I very much wanted to believe that off of, rather than being a "stupid" usage, was in fact the correct formal usage of "off" in certain contexts, such as the one mentioned by FlameBoy above ("It fell off of a passing car"). My suspicions seemed to be confirmed by a visit to the Webster 1913 definition for off, which give many adjectival senses of "off" but only one sense in which off is a preposition:
Not on; away from; as, to be off one's legs or off the bed; two miles off the shore.
This sense is not the same as that described by FlameBoy, as it indicates position
rather than motion
. It would certainly sound wrong to say "the boat lay two miles off of the shore", but I reckoned that "the man fell off of the boat" actually sounds correct. My rationale
was that "off" could only be used as a preposition in one specific sense, in describing the position of the subject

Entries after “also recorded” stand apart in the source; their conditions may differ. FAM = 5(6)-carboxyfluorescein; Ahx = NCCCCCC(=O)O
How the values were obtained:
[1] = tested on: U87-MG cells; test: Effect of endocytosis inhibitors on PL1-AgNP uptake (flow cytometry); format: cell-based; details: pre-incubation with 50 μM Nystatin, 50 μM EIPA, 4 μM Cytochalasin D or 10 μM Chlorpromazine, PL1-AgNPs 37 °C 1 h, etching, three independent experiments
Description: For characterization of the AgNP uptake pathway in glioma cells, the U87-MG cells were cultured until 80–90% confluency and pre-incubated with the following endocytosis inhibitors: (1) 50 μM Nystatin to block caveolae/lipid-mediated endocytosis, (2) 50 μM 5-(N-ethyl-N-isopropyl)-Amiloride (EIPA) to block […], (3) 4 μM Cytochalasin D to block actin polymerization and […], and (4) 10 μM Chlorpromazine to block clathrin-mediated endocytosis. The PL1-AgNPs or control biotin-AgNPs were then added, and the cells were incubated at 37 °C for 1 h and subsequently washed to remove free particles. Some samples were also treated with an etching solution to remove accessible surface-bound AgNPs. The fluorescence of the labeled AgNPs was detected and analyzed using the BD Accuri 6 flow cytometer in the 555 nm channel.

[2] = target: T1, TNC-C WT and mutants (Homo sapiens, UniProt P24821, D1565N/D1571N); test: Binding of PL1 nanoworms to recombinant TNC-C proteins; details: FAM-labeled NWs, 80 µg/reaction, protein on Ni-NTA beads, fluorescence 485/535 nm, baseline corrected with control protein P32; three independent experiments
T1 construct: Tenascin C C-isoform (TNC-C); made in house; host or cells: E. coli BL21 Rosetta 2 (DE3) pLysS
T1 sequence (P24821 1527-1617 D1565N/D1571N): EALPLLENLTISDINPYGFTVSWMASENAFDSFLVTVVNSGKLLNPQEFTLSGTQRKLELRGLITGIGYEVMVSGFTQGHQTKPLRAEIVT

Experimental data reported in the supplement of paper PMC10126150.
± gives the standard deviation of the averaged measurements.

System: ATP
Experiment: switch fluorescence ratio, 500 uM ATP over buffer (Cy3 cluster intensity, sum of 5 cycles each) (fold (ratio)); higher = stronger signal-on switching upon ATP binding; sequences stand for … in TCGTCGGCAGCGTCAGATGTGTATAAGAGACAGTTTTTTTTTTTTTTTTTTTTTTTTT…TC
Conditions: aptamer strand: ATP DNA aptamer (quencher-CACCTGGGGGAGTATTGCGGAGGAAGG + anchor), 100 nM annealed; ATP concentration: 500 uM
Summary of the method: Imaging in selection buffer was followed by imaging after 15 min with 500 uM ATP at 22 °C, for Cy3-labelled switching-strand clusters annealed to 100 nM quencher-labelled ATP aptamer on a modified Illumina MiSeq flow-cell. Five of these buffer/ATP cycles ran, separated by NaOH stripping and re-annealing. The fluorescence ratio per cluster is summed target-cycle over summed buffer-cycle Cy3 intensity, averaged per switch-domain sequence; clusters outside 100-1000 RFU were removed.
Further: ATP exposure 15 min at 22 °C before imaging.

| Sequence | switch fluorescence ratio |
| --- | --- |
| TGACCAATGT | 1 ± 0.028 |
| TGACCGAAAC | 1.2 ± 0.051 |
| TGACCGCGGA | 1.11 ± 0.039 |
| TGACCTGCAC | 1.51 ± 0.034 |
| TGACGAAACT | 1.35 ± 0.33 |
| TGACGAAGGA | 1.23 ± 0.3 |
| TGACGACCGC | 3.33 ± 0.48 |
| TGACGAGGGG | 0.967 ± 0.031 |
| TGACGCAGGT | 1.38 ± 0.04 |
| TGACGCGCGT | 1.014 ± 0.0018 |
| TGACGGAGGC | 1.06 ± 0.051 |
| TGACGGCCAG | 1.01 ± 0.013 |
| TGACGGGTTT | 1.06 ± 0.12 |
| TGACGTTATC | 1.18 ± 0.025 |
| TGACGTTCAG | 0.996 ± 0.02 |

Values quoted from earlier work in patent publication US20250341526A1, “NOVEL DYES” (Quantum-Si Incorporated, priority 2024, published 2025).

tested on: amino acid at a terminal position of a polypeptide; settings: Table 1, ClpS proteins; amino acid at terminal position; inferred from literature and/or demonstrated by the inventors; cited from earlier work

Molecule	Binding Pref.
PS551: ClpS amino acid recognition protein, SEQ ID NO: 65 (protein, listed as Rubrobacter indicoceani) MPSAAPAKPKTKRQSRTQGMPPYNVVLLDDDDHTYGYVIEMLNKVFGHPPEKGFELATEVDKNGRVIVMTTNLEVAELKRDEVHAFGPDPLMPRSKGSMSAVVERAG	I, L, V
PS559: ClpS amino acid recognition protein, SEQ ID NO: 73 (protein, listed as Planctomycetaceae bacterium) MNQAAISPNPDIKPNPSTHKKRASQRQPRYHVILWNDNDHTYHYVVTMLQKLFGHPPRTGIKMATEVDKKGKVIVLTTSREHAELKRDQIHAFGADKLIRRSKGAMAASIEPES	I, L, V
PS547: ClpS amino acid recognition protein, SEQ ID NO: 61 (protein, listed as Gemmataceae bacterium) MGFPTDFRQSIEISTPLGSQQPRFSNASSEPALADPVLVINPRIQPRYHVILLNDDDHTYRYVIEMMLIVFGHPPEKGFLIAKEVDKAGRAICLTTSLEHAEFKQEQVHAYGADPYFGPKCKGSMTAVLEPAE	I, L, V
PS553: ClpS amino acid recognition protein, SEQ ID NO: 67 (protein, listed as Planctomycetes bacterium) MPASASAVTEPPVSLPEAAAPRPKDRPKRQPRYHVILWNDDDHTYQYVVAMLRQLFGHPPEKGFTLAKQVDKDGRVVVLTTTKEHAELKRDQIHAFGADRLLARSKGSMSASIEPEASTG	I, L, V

. In every other sense "off" was an adjective
, and thus has to be used in conjunction
with the preposition "of
" to describe motion.
However, I have long ago learned not to trust Webster, even when it seems to confirm my own prejudices, so I wandered off to dictionary.com to get a second opinion. This site provided me with the following snippet from the American Heritage Dictionary (Fourth Edition, 2000):
Usage Note: The compound preposition off of is generally regarded as informal and is best avoided in formal speech and writing: He stepped off (not off of) the platform.
So it would appear that my initial apprehension was incorrect, and "off of" is indeed an informal and unnecessary way of saying "off".
However, I should point out that both of the sources I consulted are American, and I may have to revise this when I get a chance to consult a European source. It is possible that the usage rules described in the American Heritage Dictionary only apply to American usage, although I suspect this is not the case.